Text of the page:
Queer Kentucky

Artist workin’ the fur

 

David J. Welker, Louisville, Kentucky by way of New Orleans, Minnesota and Ohio

I have this sad obsession with fur coats. But they’re so cheap at Goodwill sometimes.

One of them was real, but it was four dollars. It’s the one thing I feel I can pull off that I don’t see a lot of people doing these days. So its like a weird trademark of mine.

Life has taught me to have some attitude and I like to dress more bitchy, like wearing a fur coat and geometric jewelry. I just try to be as sharp and sexy as I can be sometimes. But oh my god, I will wear sweatpants and a drug rug and vans all day long.

I love wearing crop tops, and music festivals where I don’t know anyone is the perfect time to wear one; or when I’m modeling for someone. It was a cool experience modeling high-fashion for photographers when I was in school.

I’ve never modeled officially, but its nice to work with a photographer you’re comfortable with and being in front of the camera. I love seeing a photographers face glow up when they get the perfect shot. And being a photographer myself, I also know what that feeling is like.

It’s kind of fun to be you, but wear things you would never really want to wear. And I love finding things that I look good wearing.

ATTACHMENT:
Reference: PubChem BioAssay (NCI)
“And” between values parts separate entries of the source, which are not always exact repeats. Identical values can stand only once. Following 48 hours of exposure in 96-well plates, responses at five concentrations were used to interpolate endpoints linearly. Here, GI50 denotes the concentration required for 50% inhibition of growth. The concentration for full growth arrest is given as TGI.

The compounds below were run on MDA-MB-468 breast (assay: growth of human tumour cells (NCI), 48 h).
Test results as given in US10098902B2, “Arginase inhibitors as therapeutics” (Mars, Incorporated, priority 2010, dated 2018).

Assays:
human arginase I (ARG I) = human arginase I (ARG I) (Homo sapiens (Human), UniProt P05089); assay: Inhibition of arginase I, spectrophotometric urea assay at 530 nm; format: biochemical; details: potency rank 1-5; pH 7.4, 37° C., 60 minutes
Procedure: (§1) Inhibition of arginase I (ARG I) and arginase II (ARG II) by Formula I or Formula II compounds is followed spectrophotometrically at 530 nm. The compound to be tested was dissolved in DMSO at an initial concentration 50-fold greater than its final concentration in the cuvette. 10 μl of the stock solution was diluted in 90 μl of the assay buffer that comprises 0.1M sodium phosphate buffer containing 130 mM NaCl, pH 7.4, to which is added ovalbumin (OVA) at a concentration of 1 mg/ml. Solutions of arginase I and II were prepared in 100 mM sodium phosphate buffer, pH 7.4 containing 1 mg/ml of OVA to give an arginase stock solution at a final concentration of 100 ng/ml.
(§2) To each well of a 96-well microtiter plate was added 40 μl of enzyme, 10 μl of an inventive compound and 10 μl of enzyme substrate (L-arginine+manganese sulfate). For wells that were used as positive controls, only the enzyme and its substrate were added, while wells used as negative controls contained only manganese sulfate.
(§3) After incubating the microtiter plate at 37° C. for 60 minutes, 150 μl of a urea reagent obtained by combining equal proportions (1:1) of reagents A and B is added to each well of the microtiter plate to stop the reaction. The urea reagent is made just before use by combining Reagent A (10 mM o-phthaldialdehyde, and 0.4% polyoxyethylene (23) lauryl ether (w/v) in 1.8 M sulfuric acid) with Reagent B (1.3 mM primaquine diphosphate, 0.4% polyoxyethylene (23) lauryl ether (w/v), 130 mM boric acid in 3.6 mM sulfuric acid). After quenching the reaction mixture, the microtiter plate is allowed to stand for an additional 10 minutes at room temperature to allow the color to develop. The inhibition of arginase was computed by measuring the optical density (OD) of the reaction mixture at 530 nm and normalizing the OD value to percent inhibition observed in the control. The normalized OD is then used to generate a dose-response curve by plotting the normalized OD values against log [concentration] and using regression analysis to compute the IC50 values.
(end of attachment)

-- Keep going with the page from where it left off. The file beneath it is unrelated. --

Yeah, you could consider me an artist. I would consider myself more of a graphic artist. I love photography and doing weird shit in Photoshop. I work at a local advertising agency as a production artist.

My art for the most part, represents my mood at that moment to a certain extent. It’s my overly dramatic release to the world. It’s also my job.

Art also gets me out of the house to take photographs. Sometimes I see something that others might think, “oh, it’s just texture,” but I post it to my Instagram. I think it should be appreciated, so appreciate it!

For a project I made a whole calendar composed of happy foods that are in sad situations. I’ve always kind of liked that look and juxtaposition. I love stupid random little things like this sad ice cream cone.

Titty Tiki Tuesdays

 

The Limbo is Louisville’s newest and only tiki lounge and the home of Titty Tiki Tuesdays. Ethel Loveless hosts and produces this show every Tuesday with different performers each week. Many forms of burlesque, boylesque, drag, and other varieties are included in the night’s festivities. You never know what you’re going to get!

The night starts with DJ MINT spinning  tunes at 9:30 p.m. Around 10:20 p.m. the show begins with Loveless’ outrageous introductions of performers and audience banters. The first half of TTT consists of practiced routines that the performers brought to showcase. However, the music and theme of the performers is chosen by DJ MINT and the performers have no idea what is coming. DJ MINT selects a song from his crazy insane vinyl collection and each performer must improv dance.

Olivia Griffin, owner of Limbo, came to Loveless over a year ago wanting to bring new breath to Louisville burlesque and Loveless said, “I was all over it.”